“But that’s been blocked by either no funds or landowners changing their minds or just other priorities with state parks, as far as money could go when we had money,” Kulhmann explains. “It turned out a lot of the lands here are just a bowl of spaghetti.”
The four tracts of land needed to open a public road to the park were not straight-forward deals. There was the family that wouldn’t sell to the state and instead sold to a developer, who then sold back to the state; a landowner that had to be tracked down in Florida through Facebook; and a deal negotiated with Presidio County after a default on taxes gave them the land, says Kulhmann.
The last piece of the puzzle has Kulhmann’s surveyors working with the state of Texas General Land Office to purchase land from them.
Ernest Moniz was the keynote speaker of this year's SXSW Eco conference in Austin.
It’s not every day that you get to talk to the US Secretary of Energy about how the oil and gas boom affected your hometown. So, when Alyssa Wolverton saw her chance, she took it.
After delivering the keynote speech at this year’s SXSW Eco conference, Department of Energy Secretary Ernest Moniz took some questions from the audience. That’s when Wolverton, a student at the University of North Texas in Denton, asked him about a proposal to ban hydraulic fracturing (or “fracking”) within city limits. The town will be voting on the ban this November.
“I was curious to know if you think that your really good idea of diversifying our energy (…) can mesh up with the integrity of our cities that don’t want more advances,” asked Wolverton, who supports the proposed ban.
An oil rig south of Pyote, Texas, December 11, 2013.
Crude oil is now trading at roughly $13 a barrel less than it did a year ago. That’s in spite of the seizure of Iraqi and Syrian oil facilities by ISIS and a U.S.-led bombing campaign against those facilities.
“The beginning of the bombing campaign in Syria and Iraq recently was met with a big yawn by the energy markets and really had no upward effect at all on crude oil prices,” says economist Karr Ingham, creator of the Texas Petro Index on behalf of the Texas Alliance of Energy Producers.
According to the latest index, the state’s crude oil production approached 96 million barrels in August, up more than 23 percent from August of last year. Ingham suspects the rise in U.S. production is helping to hold down prices and stabilize energy markets. “Don’t you wonder if we are not seeing the benefits of expanded crude oil production in North America playing out before our very eyes?” he says. “I wonder if that’s not exactly what we’re seeing. I certainly hope that’s the case. This may in part be what energy independence looks like.”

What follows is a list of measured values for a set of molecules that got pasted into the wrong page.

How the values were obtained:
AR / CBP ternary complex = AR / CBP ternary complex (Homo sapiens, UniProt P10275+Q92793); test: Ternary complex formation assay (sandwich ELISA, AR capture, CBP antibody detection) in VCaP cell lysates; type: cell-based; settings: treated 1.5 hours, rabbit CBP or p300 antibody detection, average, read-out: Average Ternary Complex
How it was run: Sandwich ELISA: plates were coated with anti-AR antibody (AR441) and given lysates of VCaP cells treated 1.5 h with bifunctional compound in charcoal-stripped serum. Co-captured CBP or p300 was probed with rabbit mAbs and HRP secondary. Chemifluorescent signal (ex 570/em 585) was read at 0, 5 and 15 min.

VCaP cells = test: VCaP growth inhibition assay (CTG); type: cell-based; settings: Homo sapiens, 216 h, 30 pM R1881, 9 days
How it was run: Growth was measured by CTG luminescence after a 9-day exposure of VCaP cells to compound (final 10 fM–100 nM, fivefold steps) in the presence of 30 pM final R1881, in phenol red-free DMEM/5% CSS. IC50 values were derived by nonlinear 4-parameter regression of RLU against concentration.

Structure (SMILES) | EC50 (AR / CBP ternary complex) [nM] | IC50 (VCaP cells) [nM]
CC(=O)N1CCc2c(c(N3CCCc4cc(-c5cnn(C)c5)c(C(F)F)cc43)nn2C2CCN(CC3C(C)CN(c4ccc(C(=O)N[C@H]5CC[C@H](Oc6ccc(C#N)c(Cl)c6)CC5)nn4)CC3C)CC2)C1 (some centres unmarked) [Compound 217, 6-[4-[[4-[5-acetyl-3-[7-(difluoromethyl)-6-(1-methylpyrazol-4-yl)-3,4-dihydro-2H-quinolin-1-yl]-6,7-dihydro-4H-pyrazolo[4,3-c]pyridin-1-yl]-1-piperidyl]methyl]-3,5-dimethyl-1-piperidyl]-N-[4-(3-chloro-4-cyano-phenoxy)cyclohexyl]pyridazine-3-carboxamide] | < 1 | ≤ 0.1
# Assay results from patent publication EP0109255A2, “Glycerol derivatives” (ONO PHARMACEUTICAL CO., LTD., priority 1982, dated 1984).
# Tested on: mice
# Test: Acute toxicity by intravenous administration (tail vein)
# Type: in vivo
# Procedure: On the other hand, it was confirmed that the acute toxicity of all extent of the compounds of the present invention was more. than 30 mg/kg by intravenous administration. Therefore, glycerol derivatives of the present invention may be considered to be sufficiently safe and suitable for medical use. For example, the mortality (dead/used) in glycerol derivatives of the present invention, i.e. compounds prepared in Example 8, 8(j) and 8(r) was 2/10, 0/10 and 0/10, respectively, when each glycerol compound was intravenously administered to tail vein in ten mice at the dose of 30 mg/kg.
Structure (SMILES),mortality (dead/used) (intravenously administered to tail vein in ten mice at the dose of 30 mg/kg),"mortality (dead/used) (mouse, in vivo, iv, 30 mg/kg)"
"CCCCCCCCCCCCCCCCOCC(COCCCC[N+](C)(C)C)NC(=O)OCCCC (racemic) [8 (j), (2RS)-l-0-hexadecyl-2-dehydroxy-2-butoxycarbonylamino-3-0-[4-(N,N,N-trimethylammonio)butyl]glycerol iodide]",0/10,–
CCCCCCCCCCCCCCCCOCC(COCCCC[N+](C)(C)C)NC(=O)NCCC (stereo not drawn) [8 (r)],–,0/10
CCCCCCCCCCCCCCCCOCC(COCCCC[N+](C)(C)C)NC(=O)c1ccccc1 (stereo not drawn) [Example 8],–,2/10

The conference, called “No Land No Water,” focused on what Lopez believes are inefficient and unsustainable landowning trends in Texas’ flourishing economy.
“In the past 15 years, we’ve seen a little over a million acres of working lands converted to other uses,” he says.
Land conversion can mean more than a loss of grazing space and pretty views. Lopez worries it will further impede water recharge by replacing soft, absorptive ground cover with impenetrable material, like road cement.
This photo taken 16 November, 2006 shows a warning sign for boats sitting on the bottom of the empty Green Hill Lake outside the small rural town of Ararat, some 170 kms west of Melbourne.
Nowadays, when there’s a killer heat wave or serious drought somewhere, people wonder: Is this climate change at work? It’s a question scientists have struggled with for years. And now there’s a new field of research that’s providing some answers. It’s called “attribution science” — a set of principles that allow scientists to determine when it’s a change in climate that’s altering weather events … and when it isn’t.
The principles start with the premise that, as almost all climate scientists expect, there will be more “extreme” weather events if the planet warms up much more: heat waves, droughts, huge storms.
But then, there have always been periodic bouts of extreme weather on Earth, long before climate change. How do you tell the difference between normal variation in weather — including these rare extremes — and what climate change is doing?
That sort of discernment is difficult, so scientists have had a rule, a kind of mantra: You can’t attribute any single weather event to climate change. It could just be weird weather.